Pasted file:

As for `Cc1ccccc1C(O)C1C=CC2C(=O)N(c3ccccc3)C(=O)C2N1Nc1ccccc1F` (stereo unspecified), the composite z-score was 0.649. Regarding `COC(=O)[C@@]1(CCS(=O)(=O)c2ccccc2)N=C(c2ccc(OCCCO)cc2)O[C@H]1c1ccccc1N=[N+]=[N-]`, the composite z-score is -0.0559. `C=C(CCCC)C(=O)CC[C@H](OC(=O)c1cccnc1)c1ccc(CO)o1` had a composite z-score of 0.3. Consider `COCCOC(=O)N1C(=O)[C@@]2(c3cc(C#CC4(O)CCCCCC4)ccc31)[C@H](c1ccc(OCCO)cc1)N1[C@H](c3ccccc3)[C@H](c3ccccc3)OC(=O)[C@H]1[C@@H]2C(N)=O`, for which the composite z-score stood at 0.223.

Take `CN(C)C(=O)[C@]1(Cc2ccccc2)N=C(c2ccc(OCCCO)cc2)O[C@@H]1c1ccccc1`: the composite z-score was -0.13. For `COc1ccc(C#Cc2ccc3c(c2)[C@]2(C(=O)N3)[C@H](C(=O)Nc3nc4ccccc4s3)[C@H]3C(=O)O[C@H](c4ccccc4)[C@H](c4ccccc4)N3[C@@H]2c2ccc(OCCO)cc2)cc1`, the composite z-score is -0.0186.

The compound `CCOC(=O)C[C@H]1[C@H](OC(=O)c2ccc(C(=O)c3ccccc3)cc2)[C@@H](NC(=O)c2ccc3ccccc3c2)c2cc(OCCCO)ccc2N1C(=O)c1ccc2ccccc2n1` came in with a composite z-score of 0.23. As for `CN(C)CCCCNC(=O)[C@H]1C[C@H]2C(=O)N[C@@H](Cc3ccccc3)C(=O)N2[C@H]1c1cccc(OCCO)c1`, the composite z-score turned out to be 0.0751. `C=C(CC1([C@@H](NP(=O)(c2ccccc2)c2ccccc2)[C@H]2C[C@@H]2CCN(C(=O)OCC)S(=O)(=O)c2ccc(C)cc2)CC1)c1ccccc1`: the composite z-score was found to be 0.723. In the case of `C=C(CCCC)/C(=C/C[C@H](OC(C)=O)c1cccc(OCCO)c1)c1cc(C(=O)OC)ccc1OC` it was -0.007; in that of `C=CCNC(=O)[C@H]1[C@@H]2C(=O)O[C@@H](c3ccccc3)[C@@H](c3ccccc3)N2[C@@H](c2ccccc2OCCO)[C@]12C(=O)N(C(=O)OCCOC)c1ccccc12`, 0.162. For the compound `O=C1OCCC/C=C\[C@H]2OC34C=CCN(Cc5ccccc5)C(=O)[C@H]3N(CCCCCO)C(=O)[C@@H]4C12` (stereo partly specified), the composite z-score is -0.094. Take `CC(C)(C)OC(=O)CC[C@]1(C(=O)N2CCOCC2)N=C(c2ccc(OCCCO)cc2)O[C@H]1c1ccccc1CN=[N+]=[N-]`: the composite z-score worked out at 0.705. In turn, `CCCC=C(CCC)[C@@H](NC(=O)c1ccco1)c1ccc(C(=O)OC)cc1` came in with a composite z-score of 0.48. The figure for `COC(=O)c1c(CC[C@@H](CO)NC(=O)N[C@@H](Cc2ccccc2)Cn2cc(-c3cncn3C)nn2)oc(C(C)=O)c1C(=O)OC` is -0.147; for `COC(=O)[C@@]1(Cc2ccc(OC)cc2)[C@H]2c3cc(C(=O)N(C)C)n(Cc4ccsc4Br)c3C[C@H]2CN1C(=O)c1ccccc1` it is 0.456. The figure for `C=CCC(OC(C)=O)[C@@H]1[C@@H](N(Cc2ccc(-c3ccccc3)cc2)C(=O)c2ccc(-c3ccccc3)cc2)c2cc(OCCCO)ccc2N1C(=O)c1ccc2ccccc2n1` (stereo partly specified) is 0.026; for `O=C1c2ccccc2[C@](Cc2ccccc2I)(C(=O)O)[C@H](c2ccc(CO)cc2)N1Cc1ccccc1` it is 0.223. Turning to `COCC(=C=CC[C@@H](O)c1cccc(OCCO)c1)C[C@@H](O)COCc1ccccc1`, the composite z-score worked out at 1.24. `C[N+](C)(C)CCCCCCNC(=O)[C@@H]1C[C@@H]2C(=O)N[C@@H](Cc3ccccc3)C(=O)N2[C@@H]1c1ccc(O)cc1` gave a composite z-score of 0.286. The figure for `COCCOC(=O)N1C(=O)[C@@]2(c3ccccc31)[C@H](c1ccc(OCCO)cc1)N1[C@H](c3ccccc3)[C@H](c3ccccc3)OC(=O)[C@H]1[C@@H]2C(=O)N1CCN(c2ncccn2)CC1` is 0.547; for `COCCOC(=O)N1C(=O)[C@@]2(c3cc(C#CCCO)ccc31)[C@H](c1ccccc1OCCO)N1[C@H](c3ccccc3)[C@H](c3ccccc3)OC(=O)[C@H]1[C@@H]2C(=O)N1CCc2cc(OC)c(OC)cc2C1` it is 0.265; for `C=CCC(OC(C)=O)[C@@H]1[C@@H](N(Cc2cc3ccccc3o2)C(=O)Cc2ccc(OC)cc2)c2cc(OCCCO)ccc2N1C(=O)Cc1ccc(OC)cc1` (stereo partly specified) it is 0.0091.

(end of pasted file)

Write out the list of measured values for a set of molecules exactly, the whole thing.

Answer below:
As for `Cc1ccccc1C(O)C1C=CC2C(=O)N(c3ccccc3)C(=O)C2N1Nc1ccccc1F` (stereo unspecified), the composite z-score was 0.649. Regarding `COC(=O)[C@@]1(CCS(=O)(=O)c2ccccc2)N=C(c2ccc(OCCCO)cc2)O[C@H]1c1ccccc1N=[N+]=[N-]`, the composite z-score is -0.0559. `C=C(CCCC)C(=O)CC[C@H](OC(=O)c1cccnc1)c1ccc(CO)o1` had a composite z-score of 0.3. Consider `COCCOC(=O)N1C(=O)[C@@]2(c3cc(C#CC4(O)CCCCCC4)ccc31)[C@H](c1ccc(OCCO)cc1)N1[C@H](c3ccccc3)[C@H](c3ccccc3)OC(=O)[C@H]1[C@@H]2C(N)=O`, for which the composite z-score stood at 0.223.

Take `CN(C)C(=O)[C@]1(Cc2ccccc2)N=C(c2ccc(OCCCO)cc2)O[C@@H]1c1ccccc1`: the composite z-score was -0.13. For `COc1ccc(C#Cc2ccc3c(c2)[C@]2(C(=O)N3)[C@H](C(=O)Nc3nc4ccccc4s3)[C@H]3C(=O)O[C@H](c4ccccc4)[C@H](c4ccccc4)N3[C@@H]2c2ccc(OCCO)cc2)cc1`, the composite z-score is -0.0186.

The compound `CCOC(=O)C[C@H]1[C@H](OC(=O)c2ccc(C(=O)c3ccccc3)cc2)[C@@H](NC(=O)c2ccc3ccccc3c2)c2cc(OCCCO)ccc2N1C(=O)c1ccc2ccccc2n1` came in with a composite z-score of 0.23. As for `CN(C)CCCCNC(=O)[C@H]1C[C@H]2C(=O)N[C@@H](Cc3ccccc3)C(=O)N2[C@H]1c1cccc(OCCO)c1`, the composite z-score turned out to be 0.0751. `C=C(CC1([C@@H](NP(=O)(c2ccccc2)c2ccccc2)[C@H]2C[C@@H]2CCN(C(=O)OCC)S(=O)(=O)c2ccc(C)cc2)CC1)c1ccccc1`: the composite z-score was found to be 0.723. In the case of `C=C(CCCC)/C(=C/C[C@H](OC(C)=O)c1cccc(OCCO)c1)c1cc(C(=O)OC)ccc1OC` it was -0.007; in that of `C=CCNC(=O)[C@H]1[C@@H]2C(=O)O[C@@H](c3ccccc3)[C@@H](c3ccccc3)N2[C@@H](c2ccccc2OCCO)[C@]12C(=O)N(C(=O)OCCOC)c1ccccc12`, 0.162. For the compound `O=C1OCCC/C=C\[C@H]2OC34C=CCN(Cc5ccccc5)C(=O)[C@H]3N(CCCCCO)C(=O)[C@@H]4C12` (stereo partly specified), the composite z-score is -0.094. Take `CC(C)(C)OC(=O)CC[C@]1(C(=O)N2CCOCC2)N=C(c2ccc(OCCCO)cc2)O[C@H]1c1ccccc1CN=[N+]=[N-]`: the composite z-score worked out at 0.705. In turn, `CCCC=C(CCC)[C@@H](NC(=O)c1ccco1)c1ccc(C(=O)OC)cc1` came in with a composite z-score of 0.48. The figure for `COC(=O)c1c(CC[C@@H](CO)NC(=O)N[C@@H](Cc2ccccc2)Cn2cc(-c3cncn3C)nn2)oc(C(C)=O)c1C(=O)OC` is -0.147; for `COC(=O)[C@@]1(Cc2ccc(OC)cc2)[C@H]2c3cc(C(=O)N(C)C)n(Cc4ccsc4Br)c3C[C@H]2CN1C(=O)c1ccccc1` it is 0.456. The figure for `C=CCC(OC(C)=O)[C@@H]1[C@@H](N(Cc2ccc(-c3ccccc3)cc2)C(=O)c2ccc(-c3ccccc3)cc2)c2cc(OCCCO)ccc2N1C(=O)c1ccc2ccccc2n1` (stereo partly specified) is 0.026; for `O=C1c2ccccc2[C@](Cc2ccccc2I)(C(=O)O)[C@H](c2ccc(CO)cc2)N1Cc1ccccc1` it is 0.223. Turning to `COCC(=C=CC[C@@H](O)c1cccc(OCCO)c1)C[C@@H](O)COCc1ccccc1`, the composite z-score worked out at 1.24. `C[N+](C)(C)CCCCCCNC(=O)[C@@H]1C[C@@H]2C(=O)N[C@@H](Cc3ccccc3)C(=O)N2[C@@H]1c1ccc(O)cc1` gave a composite z-score of 0.286. The figure for `COCCOC(=O)N1C(=O)[C@@]2(c3ccccc31)[C@H](c1ccc(OCCO)cc1)N1[C@H](c3ccccc3)[C@H](c3ccccc3)OC(=O)[C@H]1[C@@H]2C(=O)N1CCN(c2ncccn2)CC1` is 0.547; for `COCCOC(=O)N1C(=O)[C@@]2(c3cc(C#CCCO)ccc31)[C@H](c1ccccc1OCCO)N1[C@H](c3ccccc3)[C@H](c3ccccc3)OC(=O)[C@H]1[C@@H]2C(=O)N1CCc2cc(OC)c(OC)cc2C1` it is 0.265; for `C=CCC(OC(C)=O)[C@@H]1[C@@H](N(Cc2cc3ccccc3o2)C(=O)Cc2ccc(OC)cc2)c2cc(OCCCO)ccc2N1C(=O)Cc1ccc(OC)cc1` (stereo partly specified) it is 0.0091.